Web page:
Our prior NEI multicenter Vision In Preschoolers (VIP) studies identified the most effective tests for preschool vision screening, and federal initiatives are currently underway to increase the number of preschool children receiving vision screening and eye examinations. Clinical practice guidelines for children detected with amblyopia or strabismus are clear, but no evidencebased management guidelines are available for managing the many more children detected who have moderate to large hyperopic refractive errors without amblyopia or strabismus. The requirement for accommodation in the uncorrected hyperope may result in eyestrain, headache, intermittent blur and difficulty attending at near, leading to subsequent reading and school performance problems. Several studies have linked hyperopia and reading ability, but largescale investigations have not been conducted in preschool children. Thus, the benefit of detecting children with moderate to large hyperopic refractive errors via vision screening and examining them for prescription of glasses is controversial. The proposed Vision In Preschoolers - Hyperopia In Preschoolers (VIP - HIP) cross- sectional multi-center epidemiological study will answer the following question: Do uncorrected hyperopic (e3D to <6D) 4 or 5yearold children without strabismus or amblyopia perform worse on a battery of educational tests than do comparable emmetropic children? The primary outcome measure will be performance on an assessment of literacy, the Test of Preschool Early Literacy (TOPEL). Results on literacy will be supplemented with results on assessments of attention (LeiterR sustained attention subtest), visualmotor integration (BeeryBuktenica Developmental Test of VisualMotor Integration, 5th Edition [BEERY" VMI]), and behavior and development as provided by parental assessment (Connors Early Childhood [Connors EC] and the Parents'Evaluation of Development Status [PEDS]). The relation between moderate hyperopia and early educational performance will be further investigated by 1) evaluating the association of hyperopia and visual function (visual acuity at distance and near, ocular alignment, stereoacuity), and 2) evaluating accommodative response as a mechanism responsible for any relations found between hyperopia and academic performance. The proposed VIPHIP study will have substantial impact on the understanding of any effects of uncorrected hyperopia on early educational performance and visual function. The results of the study will determine the need for and relevance of a fullscale randomized clinical trial (RCT) to determine whether refractive correction in preschool improves any deficit in performance on early educational tests. The results will also have implications for vision screening policy and prescribing guidelines for glasses.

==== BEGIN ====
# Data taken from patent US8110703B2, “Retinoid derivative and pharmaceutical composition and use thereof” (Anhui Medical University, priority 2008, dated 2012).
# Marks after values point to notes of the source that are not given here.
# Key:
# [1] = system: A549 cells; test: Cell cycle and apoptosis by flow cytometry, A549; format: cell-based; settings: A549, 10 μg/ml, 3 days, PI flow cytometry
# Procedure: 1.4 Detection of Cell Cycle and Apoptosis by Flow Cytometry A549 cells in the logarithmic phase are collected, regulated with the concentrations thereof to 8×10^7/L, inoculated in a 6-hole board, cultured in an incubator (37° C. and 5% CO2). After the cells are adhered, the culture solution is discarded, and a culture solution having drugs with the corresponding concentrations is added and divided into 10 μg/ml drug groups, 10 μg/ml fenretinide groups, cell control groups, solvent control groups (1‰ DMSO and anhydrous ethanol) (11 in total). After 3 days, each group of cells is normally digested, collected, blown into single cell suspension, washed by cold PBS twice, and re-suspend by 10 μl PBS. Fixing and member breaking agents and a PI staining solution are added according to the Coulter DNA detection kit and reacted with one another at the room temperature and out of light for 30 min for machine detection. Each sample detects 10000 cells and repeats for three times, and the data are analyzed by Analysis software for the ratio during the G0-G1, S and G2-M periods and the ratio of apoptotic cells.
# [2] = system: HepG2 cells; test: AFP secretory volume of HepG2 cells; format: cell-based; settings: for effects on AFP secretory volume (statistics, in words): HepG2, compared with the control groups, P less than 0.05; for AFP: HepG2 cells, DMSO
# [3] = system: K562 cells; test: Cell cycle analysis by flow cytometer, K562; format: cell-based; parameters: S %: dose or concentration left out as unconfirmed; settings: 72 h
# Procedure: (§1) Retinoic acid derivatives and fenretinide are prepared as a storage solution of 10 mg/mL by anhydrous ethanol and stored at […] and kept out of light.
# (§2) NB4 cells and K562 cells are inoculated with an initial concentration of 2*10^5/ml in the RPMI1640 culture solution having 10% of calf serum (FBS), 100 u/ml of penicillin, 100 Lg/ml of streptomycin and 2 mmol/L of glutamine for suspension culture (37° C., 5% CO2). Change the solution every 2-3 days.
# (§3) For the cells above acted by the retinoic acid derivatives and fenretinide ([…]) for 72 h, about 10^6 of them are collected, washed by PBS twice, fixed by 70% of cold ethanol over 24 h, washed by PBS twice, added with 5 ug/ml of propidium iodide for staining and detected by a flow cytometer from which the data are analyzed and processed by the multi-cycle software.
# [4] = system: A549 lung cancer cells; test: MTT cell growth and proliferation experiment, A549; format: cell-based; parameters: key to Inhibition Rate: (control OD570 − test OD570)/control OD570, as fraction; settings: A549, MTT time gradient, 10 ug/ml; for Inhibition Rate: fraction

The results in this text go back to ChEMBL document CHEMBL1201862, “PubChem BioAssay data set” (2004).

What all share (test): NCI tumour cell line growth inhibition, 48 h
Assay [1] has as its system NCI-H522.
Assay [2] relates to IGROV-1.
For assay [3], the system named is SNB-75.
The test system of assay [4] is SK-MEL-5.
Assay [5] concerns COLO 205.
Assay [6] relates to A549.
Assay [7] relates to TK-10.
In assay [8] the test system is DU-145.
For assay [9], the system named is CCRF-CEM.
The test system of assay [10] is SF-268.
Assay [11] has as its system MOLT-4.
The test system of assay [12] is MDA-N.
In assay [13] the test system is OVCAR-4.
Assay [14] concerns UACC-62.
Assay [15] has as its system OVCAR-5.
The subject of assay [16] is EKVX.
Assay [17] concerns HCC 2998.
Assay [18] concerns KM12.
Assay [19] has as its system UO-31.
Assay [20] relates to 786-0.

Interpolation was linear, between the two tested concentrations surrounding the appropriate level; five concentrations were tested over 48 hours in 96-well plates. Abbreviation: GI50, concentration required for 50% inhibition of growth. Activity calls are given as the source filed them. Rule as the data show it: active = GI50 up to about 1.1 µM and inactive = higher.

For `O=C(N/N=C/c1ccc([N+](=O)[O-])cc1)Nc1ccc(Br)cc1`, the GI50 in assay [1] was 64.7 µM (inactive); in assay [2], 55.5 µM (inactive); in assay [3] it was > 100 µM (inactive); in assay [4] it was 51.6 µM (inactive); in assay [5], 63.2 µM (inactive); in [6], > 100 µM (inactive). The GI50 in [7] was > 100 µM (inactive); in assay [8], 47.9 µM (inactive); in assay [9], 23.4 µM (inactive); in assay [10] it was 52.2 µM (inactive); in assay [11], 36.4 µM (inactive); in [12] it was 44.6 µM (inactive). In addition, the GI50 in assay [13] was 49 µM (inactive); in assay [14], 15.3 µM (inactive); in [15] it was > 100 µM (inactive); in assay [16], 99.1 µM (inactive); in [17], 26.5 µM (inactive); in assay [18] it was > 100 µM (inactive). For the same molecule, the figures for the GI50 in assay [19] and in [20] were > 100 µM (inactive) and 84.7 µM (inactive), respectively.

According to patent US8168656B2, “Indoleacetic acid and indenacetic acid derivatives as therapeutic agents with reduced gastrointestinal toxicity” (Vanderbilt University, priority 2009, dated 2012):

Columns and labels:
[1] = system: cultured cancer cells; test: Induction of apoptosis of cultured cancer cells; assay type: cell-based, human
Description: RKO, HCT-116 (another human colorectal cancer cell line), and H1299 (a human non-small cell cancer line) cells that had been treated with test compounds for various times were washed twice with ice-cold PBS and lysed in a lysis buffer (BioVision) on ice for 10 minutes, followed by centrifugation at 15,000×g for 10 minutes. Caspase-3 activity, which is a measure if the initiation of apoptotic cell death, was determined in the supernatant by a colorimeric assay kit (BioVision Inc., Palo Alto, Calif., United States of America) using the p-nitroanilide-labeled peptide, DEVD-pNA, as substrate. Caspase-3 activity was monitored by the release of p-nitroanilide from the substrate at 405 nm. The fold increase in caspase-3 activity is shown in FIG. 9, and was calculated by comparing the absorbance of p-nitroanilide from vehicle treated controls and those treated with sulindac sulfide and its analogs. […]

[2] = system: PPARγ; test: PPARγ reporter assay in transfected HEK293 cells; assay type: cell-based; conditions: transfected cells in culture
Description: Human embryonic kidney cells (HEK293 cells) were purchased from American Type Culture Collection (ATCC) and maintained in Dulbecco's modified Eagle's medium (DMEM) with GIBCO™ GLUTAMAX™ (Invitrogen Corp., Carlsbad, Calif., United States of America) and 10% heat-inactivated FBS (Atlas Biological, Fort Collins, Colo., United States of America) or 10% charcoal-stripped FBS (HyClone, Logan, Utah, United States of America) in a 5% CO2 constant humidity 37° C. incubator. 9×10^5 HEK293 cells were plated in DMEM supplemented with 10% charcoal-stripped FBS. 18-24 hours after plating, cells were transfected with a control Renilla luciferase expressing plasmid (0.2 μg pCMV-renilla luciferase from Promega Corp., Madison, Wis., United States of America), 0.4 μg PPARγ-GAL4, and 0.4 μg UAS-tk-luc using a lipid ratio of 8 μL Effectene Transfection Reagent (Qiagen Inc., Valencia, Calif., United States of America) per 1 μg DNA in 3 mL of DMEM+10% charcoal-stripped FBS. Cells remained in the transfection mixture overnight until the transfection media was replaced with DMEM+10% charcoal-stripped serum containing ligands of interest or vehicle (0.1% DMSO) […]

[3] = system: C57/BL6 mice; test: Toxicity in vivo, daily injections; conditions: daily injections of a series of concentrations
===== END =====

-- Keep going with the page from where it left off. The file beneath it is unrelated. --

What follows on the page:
Public Health Relevance

The proposed Vision In Preschoolers - Hyperopia In Preschoolers (VIP - HIP) cross-sectional multi-center epidemiological study will have substantial impact on the understanding of any effects of uncorrected hyperopia on early educational performance and visual function. The results of the study will determine the need for and relevance of a full-scale randomized clinical trial to determine whether refractive correction in preschool improves any deficit in performance on early educational tests.

Agency
National Institute of Health (NIH)
Institute
National Eye Institute (NEI)
Type
Research Project (R01)
Project #
5R01EY021141-03
Application #
8486436
Study Section
Special Emphasis Panel (ZEY1-VSN (03))
Program Officer
Redford, Maryann
Project Start
2011-06-01
Project End
2014-05-31
Budget Start
2013-06-01
Budget End
2014-05-31
Support Year
3
Fiscal Year
2013
Total Cost
$697,055
Indirect Cost
$84,753
Name
Ohio State University
Department
None
Type
Schools of Optometry/Ophthalmol
DUNS #
832127323
City
Columbus
State
OH
Country
United States
Zip Code
43210